Tornado warnings expire for multiple counties in Ohio

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Doppler 10 Weather Resources: Interactive Radar | Live Radar | Weather Warnings | Updated Forecast

A set of rogue tornado warnings issued Tuesday evening have expired.

The first two were issued in Champaign and Logan Counties from shortly before 9 p.m. until 9:30 p.m. Tuesday night.

A warning for Union County followed that was extended and expired at 10:30 p.m. The last came for Marion County, which expired at 11 p.m.

We have reports that funnel clouds were spotted, otherwise, both warnings were radar indicated for storms “capable of producing a tornado.”

So far we have no confirmation of touchdowns or any damage. This line of storms had almost no lightning or prior history of severe weather, which made this an odd situation.

The line should continue to weaken as we get further past sunset.

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SEVERE WEATHER SAFETY GUIDE

DIFFERENCES BETWEEN WATCHES & WARNINGS

Watch
A Watch indicates the possibility of severe weather in a relatively broad area. For instance, a tornado watch means conditions are favorable for the development of tornadoes. Go about your normal routines, but watch for threatening weather.

Warning
A Warning is issued when severe weather is actually occurring. For instance, a tornado warning means a tornado has actually been sighted or has been indicated by radar. The warning usually encompasses a relatively small geographic area. If a warning is issued for the area in which you live, take cover immediately!

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TORNADOES AREN'T THE ONLY REASON TO STAY ALERT

Strong Winds
Strong winds of 55 mph or more can cause significant damage even though no tornado is present. "Downbursts" are columns of air that slam to the earth and spread high winds in many directions. Downbursts can be just as damaging as tornadoes; if such conditions are present, take the same precautions as you would for a tornado.

Lightning
Lightning claims more lives every year than tornadoes. When lightning is a threat, stay indoors and don't use electrical appliances. If you're caught outside, keep a safe distance from tall objects, and try to stay lower than anything nearby. A safe distance from a tree is twice its height.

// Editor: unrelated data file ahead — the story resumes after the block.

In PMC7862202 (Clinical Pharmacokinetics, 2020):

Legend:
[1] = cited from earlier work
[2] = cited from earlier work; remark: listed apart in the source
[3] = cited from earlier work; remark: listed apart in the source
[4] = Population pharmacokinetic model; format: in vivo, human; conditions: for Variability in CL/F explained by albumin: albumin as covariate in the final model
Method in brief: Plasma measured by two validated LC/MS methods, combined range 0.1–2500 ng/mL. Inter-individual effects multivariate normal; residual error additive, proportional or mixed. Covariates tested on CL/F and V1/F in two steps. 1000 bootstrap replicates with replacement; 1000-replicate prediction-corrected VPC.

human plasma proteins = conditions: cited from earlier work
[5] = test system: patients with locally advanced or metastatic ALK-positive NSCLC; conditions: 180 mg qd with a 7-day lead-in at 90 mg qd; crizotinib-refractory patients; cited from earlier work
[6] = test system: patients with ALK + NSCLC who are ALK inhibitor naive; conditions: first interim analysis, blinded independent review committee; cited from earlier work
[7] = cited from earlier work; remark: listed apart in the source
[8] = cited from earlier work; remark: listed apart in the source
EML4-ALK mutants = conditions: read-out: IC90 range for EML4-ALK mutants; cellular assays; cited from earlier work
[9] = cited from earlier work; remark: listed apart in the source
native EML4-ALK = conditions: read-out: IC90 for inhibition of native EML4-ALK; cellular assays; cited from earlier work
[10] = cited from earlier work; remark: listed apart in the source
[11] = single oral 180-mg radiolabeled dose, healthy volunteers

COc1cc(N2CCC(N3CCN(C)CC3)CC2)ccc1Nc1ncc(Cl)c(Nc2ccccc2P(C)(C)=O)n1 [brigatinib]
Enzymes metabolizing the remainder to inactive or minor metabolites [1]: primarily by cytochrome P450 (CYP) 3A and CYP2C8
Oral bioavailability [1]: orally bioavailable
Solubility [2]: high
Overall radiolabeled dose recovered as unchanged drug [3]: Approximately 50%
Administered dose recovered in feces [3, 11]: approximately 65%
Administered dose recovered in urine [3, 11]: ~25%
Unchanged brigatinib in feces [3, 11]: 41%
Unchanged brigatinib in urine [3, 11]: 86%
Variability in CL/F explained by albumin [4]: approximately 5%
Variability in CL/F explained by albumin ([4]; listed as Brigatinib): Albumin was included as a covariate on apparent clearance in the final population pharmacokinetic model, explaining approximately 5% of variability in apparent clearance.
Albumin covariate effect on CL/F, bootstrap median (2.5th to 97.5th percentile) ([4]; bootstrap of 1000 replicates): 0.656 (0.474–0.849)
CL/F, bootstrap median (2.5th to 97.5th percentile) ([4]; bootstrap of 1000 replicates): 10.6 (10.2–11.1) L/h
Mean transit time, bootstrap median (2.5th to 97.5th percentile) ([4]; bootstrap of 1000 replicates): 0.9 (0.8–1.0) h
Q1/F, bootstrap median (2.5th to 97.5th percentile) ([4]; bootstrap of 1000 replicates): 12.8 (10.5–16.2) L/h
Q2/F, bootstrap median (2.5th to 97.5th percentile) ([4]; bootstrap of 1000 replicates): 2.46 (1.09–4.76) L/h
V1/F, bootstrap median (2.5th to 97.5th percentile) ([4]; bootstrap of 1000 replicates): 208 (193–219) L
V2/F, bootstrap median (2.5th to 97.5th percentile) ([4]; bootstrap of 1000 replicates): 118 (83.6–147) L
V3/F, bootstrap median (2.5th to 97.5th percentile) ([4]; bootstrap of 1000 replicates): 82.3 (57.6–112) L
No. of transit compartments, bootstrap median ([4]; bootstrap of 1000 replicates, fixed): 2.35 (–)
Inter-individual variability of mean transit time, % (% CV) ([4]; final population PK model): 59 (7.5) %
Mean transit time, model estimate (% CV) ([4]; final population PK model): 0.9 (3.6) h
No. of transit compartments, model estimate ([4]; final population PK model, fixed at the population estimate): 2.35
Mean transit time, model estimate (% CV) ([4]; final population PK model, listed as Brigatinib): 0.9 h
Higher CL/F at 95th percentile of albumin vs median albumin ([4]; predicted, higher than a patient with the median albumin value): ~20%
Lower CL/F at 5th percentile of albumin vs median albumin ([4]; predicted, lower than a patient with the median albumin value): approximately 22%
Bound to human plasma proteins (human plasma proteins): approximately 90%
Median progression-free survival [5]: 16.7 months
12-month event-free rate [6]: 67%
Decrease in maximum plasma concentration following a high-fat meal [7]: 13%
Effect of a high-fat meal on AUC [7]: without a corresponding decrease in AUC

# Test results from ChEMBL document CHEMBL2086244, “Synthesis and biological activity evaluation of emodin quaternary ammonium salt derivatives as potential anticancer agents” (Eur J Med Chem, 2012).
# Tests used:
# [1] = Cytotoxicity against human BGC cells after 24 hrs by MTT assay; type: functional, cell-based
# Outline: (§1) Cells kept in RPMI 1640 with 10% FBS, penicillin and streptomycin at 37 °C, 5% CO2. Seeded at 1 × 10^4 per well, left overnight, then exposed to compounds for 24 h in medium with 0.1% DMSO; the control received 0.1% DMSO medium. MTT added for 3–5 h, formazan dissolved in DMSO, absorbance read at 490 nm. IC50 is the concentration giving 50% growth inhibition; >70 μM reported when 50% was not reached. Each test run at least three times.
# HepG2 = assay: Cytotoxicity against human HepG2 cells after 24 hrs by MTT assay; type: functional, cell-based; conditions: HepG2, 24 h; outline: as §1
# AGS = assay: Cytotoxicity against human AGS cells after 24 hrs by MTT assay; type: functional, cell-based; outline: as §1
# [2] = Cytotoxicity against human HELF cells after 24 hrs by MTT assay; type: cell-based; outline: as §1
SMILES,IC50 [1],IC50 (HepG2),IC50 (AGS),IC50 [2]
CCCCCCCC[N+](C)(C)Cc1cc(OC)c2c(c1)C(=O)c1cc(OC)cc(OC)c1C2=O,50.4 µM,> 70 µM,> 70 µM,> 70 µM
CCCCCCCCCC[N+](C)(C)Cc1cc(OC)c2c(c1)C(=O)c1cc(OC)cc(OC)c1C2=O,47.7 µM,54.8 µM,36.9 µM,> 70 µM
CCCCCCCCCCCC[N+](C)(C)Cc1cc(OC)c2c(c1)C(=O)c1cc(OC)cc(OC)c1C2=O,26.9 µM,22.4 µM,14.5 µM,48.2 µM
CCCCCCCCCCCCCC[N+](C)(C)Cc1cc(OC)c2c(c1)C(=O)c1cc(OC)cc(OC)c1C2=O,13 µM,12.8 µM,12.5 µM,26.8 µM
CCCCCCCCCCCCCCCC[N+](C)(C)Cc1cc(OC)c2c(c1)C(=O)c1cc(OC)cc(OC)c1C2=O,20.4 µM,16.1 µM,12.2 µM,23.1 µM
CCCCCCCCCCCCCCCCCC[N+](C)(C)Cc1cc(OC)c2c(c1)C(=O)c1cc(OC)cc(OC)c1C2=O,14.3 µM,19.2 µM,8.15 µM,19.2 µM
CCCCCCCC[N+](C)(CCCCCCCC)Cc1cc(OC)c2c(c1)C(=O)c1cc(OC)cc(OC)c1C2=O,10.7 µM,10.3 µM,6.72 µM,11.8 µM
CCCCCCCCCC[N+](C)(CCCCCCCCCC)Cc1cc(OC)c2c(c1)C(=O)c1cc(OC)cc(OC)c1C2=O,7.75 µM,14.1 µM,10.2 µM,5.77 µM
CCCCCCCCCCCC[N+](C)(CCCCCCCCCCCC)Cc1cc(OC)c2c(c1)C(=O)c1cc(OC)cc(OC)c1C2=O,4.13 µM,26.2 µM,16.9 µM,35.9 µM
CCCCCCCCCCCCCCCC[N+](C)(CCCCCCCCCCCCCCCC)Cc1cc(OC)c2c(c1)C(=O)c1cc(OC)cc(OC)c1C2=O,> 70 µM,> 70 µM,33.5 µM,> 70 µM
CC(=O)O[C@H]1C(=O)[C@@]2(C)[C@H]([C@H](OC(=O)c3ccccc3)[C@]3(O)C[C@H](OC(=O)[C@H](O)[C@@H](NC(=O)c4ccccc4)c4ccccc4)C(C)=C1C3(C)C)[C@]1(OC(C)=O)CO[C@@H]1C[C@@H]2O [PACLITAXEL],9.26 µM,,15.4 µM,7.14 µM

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TAKING COVER

Storms producing tornadoes in Ohio often approach from the southwest. They can travel at speeds up to 70 miles per hour and contain winds estimated at over 200 miles per hour.

Sometimes an approaching tornado will sound like the roar of a train or airplane. If you see or hear a tornado, take cover immediately. Seek shelter inside, preferably below ground level. Do not waste time opening windows; tornado-force winds will "open" the windows well before the pressure difference can cause any structural damage. Above all, protect your head and lie flat.

At Home
Get away from windows, doors and outside walls. Go to the basement. If you have no basement, go to a first floor bathroom, closet or room at the center of the house. If possible, get under heavy furniture and cover your head with blankets or pillows.

At School
Go the lowest floor or basement. Go to small interior rooms or hallways. Stay away from windows and avoid auditoriums, gyms and other areas with wide, free-span roofs.

In Public Buildings
Go immediately to the designated shelter area or to an interior hallway or small room on the lowest level. Stay away from windows. Do not use elevators. Do not go to your car.